Whether your child is under seven and accesses the NDIS through early intervention or they’re older and a ‘full’ participant, it’s highly likely that you will be requesting funds for therapy as part of your plan. So, what do you need to know about therapy and the NDIS? Read on as we cover off some of the basics for you…
HOW IS THERAPY REFERRED TO WITHIN THE NDIS?
Within your plan there are three main categories of supports (the ‘purpose’ of the support) funded through the NDIS – Core supports, Capital supports and Capacity Building supports. Therapy is considered a Capacity Building support – a support that enables a participant to build their skills and independence. In the Capacity Building section of your plan, supports are further broken down by category and therapy comes under the ‘Improved Daily Living’ category which is defined by the NDIS as follows: ‘Assessment, training or therapy to help increase your skills, independence and community participation. These services can be delivered in groups or individually. Confusingly, in the NDIS myplace portal Improved Daily Living is referred to as CB Daily Activity.
CAN I USE FUNDS FROM OTHER CAPACITY BUILDING SUPPORTS IF I DON’T HAVE ENOUGH IN MY IMPROVED DAILY LIVING CATEGORY?
Unlike Core support funding which is flexible and can be moved around the sub-categories, capacity building support funds cannot be moved from one support category to another. Funding can only be used to purchase approved individual supports that fall within that Capacity Building budget.
WHAT THERAPIES WILL NDIS FUND?
To be considered for NDIS funding a support must firstly be considered reasonable and necessary. In the context of therapy, to meet this criteria the NDIS will be looking for information that the support is related to your child’s disability and likely to work and benefit your child. It should represent value for money and importantly, be based on evidence. Evidence-based therapy is therapy that is proven to work in the wider community or based on scientific evidence and data.
WHO CAN PROVIDE THERAPY TO MY CHILD?
The NDIS empowers you to choose the best providerto help your child achieve their goals. They refer to any person, business or organisation that delivers funded services or products to a participant as a Service Provider.
Providers who are registered with the NDIS are called ‘NDIS registered providers’. They meet strict government quality and safety requirements. If your NDIS funding is NDIA-managed, you can only use NDIS registered providers to deliver your services.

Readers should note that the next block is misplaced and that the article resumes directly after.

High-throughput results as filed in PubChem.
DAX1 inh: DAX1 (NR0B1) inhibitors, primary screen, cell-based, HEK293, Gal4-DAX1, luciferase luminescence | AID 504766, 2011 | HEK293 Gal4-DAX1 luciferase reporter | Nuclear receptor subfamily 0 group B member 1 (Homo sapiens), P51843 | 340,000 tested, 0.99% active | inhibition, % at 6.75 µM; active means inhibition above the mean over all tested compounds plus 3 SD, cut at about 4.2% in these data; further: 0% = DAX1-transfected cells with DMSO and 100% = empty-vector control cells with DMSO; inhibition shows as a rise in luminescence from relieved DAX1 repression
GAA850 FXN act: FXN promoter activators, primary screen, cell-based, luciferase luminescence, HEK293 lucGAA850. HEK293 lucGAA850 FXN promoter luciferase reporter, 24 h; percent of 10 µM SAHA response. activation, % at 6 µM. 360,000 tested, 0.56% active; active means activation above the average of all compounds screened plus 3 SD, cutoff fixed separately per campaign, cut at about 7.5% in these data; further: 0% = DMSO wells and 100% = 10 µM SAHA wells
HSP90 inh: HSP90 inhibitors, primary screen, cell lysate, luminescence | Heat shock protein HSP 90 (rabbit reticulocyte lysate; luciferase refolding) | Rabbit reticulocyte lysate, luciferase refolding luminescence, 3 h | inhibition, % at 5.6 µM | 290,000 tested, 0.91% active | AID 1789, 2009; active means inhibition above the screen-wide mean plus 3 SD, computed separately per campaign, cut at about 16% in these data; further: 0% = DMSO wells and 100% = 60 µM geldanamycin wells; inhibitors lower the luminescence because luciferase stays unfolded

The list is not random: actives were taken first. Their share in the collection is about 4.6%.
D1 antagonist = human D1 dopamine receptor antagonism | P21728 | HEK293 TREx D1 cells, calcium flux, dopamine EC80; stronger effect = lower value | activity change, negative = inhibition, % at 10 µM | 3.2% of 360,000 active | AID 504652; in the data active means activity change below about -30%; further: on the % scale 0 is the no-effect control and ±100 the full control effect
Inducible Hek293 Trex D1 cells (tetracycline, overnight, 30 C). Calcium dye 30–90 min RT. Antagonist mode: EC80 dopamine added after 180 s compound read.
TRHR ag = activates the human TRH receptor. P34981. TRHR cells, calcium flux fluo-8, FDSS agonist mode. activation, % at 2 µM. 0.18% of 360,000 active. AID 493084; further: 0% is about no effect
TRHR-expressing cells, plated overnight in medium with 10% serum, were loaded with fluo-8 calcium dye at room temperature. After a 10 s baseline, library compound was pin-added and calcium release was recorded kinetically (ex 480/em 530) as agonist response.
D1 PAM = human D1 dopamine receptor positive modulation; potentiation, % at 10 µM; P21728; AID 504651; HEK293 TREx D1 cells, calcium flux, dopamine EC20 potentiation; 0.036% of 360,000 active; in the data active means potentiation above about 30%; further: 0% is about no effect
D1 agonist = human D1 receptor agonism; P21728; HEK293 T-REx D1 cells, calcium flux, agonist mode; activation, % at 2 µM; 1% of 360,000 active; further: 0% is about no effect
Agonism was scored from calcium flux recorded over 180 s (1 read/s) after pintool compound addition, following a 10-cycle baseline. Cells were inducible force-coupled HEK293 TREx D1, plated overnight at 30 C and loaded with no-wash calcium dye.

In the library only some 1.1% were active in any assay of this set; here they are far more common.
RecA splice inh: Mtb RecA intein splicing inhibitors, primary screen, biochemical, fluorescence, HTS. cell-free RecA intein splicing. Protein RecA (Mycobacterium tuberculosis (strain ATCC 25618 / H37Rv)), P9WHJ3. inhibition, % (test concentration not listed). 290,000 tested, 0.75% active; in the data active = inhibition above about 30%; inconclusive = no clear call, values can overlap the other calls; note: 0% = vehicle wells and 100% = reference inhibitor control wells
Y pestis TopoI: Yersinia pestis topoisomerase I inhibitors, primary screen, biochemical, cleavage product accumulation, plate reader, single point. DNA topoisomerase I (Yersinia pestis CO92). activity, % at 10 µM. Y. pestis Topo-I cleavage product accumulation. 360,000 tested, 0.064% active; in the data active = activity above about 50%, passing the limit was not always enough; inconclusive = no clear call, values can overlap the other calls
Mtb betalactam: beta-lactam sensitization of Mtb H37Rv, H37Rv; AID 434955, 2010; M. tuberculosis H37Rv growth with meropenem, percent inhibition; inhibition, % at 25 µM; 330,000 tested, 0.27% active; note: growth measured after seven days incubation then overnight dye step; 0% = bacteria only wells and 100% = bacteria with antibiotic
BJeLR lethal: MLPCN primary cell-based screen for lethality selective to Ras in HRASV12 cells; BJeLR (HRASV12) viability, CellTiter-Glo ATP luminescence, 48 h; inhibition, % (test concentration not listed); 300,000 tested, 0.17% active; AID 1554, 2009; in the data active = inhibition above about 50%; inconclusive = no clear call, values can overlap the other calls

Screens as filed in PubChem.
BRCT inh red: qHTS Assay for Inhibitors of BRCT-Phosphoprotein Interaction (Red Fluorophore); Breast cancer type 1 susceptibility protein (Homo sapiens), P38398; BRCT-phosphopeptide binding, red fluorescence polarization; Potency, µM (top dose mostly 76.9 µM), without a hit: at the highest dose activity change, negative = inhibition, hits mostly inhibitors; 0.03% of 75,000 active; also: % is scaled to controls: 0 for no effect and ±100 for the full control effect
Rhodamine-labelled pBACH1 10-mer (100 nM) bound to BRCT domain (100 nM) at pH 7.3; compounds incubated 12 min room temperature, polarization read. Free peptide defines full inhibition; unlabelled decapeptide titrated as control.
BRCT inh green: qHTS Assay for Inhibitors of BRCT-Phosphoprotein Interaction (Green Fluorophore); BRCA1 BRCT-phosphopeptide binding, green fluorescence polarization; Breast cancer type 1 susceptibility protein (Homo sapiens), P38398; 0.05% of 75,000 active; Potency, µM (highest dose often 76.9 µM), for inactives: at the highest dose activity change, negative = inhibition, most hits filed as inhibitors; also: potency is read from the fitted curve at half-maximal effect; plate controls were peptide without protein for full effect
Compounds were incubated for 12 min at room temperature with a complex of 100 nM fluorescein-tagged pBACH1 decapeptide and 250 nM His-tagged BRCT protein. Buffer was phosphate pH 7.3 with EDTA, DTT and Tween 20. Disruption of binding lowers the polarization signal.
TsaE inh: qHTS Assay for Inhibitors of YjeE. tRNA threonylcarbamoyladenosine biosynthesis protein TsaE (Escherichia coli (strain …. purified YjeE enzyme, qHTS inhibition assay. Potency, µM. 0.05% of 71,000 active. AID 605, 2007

Participants who self-manage or have a Plan Manager to manage their NDIS plan, can use NDIS registered providers and non-registered providers. (see our article on page 46 for more information on the different management options).
If your child is under seven you will most likely have worked with an Early Intervention provider to put your plan together. The NDIS has engaged Early Childhood Partners across Australia to deliver the ECEI approach. You can work with this provider to utilise the capacity building funds for therapy in your budget or you can also identify other providers either through the myplace portal (to find registered providers) or independently if you are self or plan managed.
HOW MUCH SHOULD I PAY FOR A THERAPY SESSION?
NDIS registered service providers are bound by the maximum limits of the NDIS price guide which can be accessed here – (https://www.ndis.gov.au/providers/price-guides-and-information). You are free to negotiate a lower rate with an individual provider if you are self or plan managed. If you are self-managed and using a non-NDIS registered provider you are free to pay any price you wish. The NDIS will set funding based on the price guide so if you do pay more then be aware that your funds may not go as far as you need them to.
HOW SHOULD I REQUEST FUNDING FOR THERAPY IN MY PLAN MEETING?
Your request for therapy hours for your child should be backed up by evidence-based reports from relevant professional therapists such as speech therapists, OTs, physiotherapists etc). Most importantly, the reports should be related to your plan goals and set out recommendations for how a particular therapy will help a participant to reach a goal or goals over a 12-month period along with the measures of success.
ADDITIONALLY, THE REPORTS SHOULD:
• Include a breakdown of how many hours of support are required to meet a goal within the plan’s 12-month period.
• Be in plain English and easy to read. An NDIS planner should be able to pick up a report and understand at the outset the content of a report and how this relates to the participant. Recommendations are one of the most important parts of a therapy report so a clearly labelled recommendations section will guide a planner to what is being proposed for the participant.
• Information should be included on how the diagnosis affects a child’s day (what can’t they currently do, what barriers are there that the therapy could overcome etc.) and how the therapy will work to address any issues with a focus on how the support is reasonable and necessary and provides value for money. The report should also state the risk of not providing the recommended supports.
• If a therapist has previously been working with a child (especially important for plan reviews) the report should include strategies that have previously been implemented and a history of outcomes. At an annual plan review the report should state progress made against goals (is the therapy working?), goals for the coming year and how strategies may differ from the previous year.
WHAT ELSE SHOULD I CONSIDER WHEN REQUESTING FUNDING FOR THERAPY?
Along with the funding you are requesting for therapy hours, you should also consider the funding you may require for ‘extras’ such as therapist travel time, report writing and equipment assessments and fittings which also come out of the same budget section.